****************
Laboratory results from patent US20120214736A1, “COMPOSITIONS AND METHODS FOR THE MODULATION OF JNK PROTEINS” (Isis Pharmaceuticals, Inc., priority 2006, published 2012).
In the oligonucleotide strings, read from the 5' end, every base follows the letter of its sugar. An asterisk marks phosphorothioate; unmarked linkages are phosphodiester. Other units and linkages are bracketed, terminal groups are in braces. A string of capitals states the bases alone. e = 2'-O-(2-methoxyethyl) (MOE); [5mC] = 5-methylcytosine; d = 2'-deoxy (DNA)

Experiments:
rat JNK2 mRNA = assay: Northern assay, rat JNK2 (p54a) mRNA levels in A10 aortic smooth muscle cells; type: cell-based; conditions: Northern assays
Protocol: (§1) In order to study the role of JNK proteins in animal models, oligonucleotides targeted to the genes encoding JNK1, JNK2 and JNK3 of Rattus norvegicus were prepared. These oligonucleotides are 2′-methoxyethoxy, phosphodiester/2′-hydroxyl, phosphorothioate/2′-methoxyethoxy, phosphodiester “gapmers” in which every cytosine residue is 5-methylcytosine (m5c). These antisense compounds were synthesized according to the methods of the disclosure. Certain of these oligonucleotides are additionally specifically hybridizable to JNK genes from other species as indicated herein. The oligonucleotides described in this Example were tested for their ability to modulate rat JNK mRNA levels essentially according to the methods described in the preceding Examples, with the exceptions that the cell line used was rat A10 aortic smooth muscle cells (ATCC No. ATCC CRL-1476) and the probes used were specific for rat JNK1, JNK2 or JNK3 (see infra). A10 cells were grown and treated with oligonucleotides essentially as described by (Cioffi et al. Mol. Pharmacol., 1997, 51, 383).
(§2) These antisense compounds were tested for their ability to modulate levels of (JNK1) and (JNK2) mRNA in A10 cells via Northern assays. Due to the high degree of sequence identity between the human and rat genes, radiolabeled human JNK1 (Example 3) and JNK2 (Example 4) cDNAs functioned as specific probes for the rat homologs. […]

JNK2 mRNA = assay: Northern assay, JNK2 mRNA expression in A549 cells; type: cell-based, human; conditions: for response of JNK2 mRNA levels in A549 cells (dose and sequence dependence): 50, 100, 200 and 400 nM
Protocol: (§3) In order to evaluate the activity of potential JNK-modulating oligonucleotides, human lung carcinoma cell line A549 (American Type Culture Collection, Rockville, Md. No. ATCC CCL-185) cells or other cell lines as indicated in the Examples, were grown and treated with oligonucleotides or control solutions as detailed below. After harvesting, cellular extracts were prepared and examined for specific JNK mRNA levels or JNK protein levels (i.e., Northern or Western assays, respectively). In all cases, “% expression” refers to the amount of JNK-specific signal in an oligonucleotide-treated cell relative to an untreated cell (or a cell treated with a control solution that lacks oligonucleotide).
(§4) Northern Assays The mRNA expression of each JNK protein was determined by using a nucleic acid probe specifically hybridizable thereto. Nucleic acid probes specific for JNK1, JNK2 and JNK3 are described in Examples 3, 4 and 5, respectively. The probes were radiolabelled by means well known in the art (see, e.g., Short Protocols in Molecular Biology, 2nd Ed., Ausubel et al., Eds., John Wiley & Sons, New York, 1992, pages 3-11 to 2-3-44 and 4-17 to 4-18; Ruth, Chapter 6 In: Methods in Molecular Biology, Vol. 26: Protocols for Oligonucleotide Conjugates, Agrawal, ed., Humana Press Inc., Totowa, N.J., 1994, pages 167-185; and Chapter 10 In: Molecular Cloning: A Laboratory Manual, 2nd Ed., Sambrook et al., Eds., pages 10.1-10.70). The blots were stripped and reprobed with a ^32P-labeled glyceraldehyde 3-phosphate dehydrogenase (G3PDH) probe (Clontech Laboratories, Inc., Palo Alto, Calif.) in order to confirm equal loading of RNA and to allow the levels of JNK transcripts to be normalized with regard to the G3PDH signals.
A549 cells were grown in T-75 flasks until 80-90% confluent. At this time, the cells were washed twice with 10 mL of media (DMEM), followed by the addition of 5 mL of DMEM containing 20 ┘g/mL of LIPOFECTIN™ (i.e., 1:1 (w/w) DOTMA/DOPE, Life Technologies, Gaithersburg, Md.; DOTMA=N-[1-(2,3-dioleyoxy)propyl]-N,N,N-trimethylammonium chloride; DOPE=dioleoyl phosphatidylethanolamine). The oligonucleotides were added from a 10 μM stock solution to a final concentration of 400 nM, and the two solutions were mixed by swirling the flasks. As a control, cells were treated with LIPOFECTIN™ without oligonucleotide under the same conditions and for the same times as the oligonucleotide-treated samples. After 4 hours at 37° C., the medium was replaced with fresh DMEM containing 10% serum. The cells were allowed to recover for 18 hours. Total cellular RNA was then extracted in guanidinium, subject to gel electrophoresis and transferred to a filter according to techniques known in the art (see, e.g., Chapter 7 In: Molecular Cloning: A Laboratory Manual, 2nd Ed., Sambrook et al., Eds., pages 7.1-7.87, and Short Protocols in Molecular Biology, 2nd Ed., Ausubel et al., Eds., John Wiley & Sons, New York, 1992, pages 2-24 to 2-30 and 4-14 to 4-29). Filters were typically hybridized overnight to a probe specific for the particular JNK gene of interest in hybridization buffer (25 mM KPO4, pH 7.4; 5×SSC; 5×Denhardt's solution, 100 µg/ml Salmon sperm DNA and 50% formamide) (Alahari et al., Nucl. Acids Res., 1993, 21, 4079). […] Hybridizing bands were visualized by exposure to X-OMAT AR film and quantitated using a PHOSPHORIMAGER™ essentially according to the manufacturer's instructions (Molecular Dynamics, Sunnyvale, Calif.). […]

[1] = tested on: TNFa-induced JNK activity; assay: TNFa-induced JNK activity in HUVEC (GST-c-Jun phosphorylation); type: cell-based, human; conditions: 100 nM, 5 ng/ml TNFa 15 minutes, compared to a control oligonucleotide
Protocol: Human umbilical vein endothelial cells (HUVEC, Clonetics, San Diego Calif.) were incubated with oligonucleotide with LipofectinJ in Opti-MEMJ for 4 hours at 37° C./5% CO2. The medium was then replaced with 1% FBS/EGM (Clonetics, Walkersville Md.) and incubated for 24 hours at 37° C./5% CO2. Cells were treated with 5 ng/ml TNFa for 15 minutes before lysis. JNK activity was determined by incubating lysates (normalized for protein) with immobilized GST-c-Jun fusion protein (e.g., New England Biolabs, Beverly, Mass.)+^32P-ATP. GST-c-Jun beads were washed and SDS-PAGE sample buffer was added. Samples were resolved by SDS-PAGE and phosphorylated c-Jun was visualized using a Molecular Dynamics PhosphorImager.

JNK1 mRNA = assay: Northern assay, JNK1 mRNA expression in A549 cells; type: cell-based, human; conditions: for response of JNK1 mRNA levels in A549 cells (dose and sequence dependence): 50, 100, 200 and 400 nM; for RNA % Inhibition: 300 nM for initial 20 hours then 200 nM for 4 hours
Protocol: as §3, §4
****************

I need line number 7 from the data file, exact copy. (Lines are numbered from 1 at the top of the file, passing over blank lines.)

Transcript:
JNK2 mRNA = assay: Northern assay, JNK2 mRNA expression in A549 cells; type: cell-based, human; conditions: for response of JNK2 mRNA levels in A549 cells (dose and sequence dependence): 50, 100, 200 and 400 nM